https://www.youtube.com/watch?v=lsXFcbPbvI4 Interesting, somewhat sensationalized, video from the Australian 60 Minutes show, about a woman who went to the cops and won in court. The story is brutal, as is often the case for people with massive dissociation. The outcome is lovely. Check it out!
Here is a link to speech by Scott Morrison, the Prime Minister of Australia, from 11/25/2018, apologizing for his society's lack of support for and belief of sexual and ritual and institutional abuse survivors. I would like to see every leader of every country make this speech. For the video: https://m.youtube.com/watch?v=zp5IgxPhee4 For the transcript: https://www.sbs.com.au/news/i-believe-you-your-country-believes-you-pm-s-apology-to-child-sex-abuse-survivors
Two weeks ago, I gave a workshop for forty Seattle-area psychotherapists about getting their clients and themselves through the new political situation. People spoke about their fears, their clients' distress, and specific issues that have come up in therapy.( Steal all that you want, but give me credit, if you teach it.) 1.Fear of getting
This article arose from a discussion on listserve that deals with clients who have suffered unspeakable abuse and torture. Rev. Lynn James wrote a wonderful response on the subject of Theodicy: Spirtuality, Evil, and Suffering, that is the best thing I've seen on the subject. She expanded it for Ellen Lacter's blog. Here is the link,
Written by Josh Anderson One in four women has experienced domestic abuse at some point in their life, according to statistics from The Centers for Disease Control and Prevention and The National Institute of Justice. While not all abuse is physically apparent at first, over time signs of abuse become more difficult to hide. When
I've been working with survivors of rape and sexual assault since I started in the mental health field. Here are my definitions: Rape: The sexual use, involving penile, digital (fingers) or objects on a woman's, man's or child's body without that person's consent, with forced consent (threats) or if that person cannot conset due to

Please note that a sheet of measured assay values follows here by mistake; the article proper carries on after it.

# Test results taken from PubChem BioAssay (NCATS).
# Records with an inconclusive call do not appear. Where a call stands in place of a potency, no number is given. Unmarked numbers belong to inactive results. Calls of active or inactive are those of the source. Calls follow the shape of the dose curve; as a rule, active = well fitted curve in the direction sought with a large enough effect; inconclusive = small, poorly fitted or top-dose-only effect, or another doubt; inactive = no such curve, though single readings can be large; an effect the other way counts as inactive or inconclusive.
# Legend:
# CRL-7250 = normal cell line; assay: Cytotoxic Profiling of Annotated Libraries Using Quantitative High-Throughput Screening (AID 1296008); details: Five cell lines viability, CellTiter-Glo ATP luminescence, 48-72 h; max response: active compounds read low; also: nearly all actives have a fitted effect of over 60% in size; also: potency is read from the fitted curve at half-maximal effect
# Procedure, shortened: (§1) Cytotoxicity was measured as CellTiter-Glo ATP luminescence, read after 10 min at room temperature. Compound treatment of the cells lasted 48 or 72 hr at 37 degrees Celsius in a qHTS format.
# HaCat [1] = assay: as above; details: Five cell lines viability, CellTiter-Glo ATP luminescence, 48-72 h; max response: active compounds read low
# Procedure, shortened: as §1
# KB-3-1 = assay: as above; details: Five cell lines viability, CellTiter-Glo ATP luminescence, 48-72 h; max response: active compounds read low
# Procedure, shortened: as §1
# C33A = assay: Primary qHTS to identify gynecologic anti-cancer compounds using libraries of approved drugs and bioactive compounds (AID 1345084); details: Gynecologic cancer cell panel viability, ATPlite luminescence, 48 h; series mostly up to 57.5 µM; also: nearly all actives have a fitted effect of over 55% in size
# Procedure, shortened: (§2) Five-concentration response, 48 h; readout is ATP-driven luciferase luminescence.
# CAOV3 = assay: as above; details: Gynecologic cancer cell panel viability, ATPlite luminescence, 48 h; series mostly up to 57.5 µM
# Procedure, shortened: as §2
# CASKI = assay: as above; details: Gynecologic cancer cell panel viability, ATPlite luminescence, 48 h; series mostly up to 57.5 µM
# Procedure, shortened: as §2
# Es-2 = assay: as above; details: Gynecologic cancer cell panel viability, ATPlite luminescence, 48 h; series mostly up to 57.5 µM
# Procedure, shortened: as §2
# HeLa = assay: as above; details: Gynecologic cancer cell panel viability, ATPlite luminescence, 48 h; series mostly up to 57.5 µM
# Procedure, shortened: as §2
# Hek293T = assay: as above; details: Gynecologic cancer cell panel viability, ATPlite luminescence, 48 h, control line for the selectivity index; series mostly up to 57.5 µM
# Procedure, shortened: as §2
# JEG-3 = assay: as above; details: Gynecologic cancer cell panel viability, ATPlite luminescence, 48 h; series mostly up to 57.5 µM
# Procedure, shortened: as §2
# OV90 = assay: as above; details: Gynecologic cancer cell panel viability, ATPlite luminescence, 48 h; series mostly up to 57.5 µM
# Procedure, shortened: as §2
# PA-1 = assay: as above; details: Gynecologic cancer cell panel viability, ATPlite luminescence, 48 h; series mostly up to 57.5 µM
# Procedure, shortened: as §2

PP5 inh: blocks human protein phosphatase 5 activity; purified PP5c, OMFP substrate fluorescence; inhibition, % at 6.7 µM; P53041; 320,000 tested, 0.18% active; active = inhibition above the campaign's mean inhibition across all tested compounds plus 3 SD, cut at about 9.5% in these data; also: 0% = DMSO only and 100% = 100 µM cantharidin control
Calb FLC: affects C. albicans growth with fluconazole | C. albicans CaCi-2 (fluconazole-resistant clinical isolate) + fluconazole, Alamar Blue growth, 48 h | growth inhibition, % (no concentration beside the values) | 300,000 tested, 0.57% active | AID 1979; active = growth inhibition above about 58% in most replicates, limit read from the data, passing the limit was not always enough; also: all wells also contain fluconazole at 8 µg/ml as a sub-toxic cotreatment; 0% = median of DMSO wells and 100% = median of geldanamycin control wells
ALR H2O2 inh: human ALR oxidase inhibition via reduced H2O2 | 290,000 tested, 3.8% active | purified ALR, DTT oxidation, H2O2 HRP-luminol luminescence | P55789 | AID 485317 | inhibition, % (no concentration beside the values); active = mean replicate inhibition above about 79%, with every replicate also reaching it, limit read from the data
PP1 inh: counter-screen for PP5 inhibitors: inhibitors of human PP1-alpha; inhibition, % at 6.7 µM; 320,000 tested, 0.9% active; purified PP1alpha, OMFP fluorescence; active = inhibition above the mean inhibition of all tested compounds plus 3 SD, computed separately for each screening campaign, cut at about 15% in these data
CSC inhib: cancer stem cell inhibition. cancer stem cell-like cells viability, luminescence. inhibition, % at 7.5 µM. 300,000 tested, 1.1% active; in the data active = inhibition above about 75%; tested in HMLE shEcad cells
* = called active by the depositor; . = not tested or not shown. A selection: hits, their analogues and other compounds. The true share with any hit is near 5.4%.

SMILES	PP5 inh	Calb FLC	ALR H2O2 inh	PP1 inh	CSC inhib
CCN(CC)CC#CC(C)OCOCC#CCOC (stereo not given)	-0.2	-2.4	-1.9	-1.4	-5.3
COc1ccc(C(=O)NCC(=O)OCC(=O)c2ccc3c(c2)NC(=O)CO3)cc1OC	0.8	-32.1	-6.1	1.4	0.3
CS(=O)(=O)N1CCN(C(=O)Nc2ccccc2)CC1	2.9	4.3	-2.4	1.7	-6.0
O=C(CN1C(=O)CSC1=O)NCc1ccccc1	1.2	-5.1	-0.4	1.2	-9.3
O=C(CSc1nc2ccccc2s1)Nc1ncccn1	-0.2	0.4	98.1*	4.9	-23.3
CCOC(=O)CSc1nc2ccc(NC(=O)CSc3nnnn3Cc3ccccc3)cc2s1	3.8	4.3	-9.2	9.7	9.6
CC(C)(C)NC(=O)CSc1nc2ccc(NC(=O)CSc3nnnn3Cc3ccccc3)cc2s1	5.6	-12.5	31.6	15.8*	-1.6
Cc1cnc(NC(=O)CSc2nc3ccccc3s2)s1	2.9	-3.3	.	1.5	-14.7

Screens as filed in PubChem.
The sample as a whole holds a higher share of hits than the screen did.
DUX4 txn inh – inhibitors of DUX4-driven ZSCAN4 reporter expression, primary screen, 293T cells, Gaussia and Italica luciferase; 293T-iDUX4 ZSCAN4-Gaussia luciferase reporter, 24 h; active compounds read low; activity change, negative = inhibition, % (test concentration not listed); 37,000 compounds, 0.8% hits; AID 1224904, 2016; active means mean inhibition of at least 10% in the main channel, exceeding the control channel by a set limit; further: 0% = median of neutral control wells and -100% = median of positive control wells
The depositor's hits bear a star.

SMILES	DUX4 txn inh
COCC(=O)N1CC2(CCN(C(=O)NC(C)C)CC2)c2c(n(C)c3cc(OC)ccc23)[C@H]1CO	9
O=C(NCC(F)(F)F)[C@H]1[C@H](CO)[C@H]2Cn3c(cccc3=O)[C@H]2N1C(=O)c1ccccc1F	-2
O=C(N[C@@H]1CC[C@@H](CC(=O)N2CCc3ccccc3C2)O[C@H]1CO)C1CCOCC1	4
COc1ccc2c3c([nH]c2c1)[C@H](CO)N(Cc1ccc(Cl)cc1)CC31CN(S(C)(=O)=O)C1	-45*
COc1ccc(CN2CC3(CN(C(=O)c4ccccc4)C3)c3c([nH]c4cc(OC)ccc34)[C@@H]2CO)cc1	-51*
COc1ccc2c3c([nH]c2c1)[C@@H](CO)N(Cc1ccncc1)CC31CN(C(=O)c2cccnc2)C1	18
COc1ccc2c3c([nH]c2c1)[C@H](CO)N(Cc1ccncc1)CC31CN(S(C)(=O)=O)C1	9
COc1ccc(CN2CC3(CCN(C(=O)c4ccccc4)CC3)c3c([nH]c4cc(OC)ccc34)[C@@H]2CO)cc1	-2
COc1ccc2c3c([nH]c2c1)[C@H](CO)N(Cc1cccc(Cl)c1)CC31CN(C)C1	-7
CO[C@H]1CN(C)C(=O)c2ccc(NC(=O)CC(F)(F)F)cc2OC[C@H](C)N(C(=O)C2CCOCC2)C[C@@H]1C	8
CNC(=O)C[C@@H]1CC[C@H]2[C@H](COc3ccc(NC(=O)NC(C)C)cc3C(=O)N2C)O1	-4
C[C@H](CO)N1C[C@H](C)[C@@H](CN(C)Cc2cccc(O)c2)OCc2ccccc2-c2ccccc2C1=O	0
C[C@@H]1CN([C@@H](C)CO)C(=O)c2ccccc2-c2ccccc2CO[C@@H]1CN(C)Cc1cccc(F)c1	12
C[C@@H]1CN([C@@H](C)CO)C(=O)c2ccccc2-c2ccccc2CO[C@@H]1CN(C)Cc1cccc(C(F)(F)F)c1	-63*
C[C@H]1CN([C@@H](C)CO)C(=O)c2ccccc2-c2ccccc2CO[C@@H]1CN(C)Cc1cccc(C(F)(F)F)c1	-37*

Here are two similar views of the Penn State child abuse debacle. One from the anonymous humble2humble blog (obviously by a man of faith who understands child abuse): http://humble2humble.blogspot.com/2011_11_01_archive.html. The second is by David Brooks, from yesterday's NYT's: http://www.nytimes.com/2011/11/15/opinion/brooks-lets-all-feel-superior.html Both speak to the commonality of denial and avoidance. Both are great writing. What do you think?
Twenty-seven years ago, when I worked with my first DID client, I became the "go to" person for soothing the young, distressed ego states. As a result, I was on-call 24/7, never took longer than a week's vacation, and was constantly fielding emergencies. Finally, a savvy consultant told me to put the "oldest, wisest part"
The Names of Love is a hilarious, serious, heart-breaking, heart-warming French movie that I recommend to everyone. It deals with generational PTSD, Holocaust survivors, war survivors, culture, temperament, politics, art, political correctness, and sex as a positive political tool. (Did I say that it was French?) Here's a website: http://www.namesoflovemovie.com/ One plot line shows a survivor
I stumbled on an interesting blog. What makes it unusual is that it's by a man, beautifully written, spiritually and religiously and literarilly informed. The writer deals with themes of shame, humility, power-over, abuse, right speech and right action. He's not sanctimonious at all. He seems to know whereby he speaks. The blog is anonymous.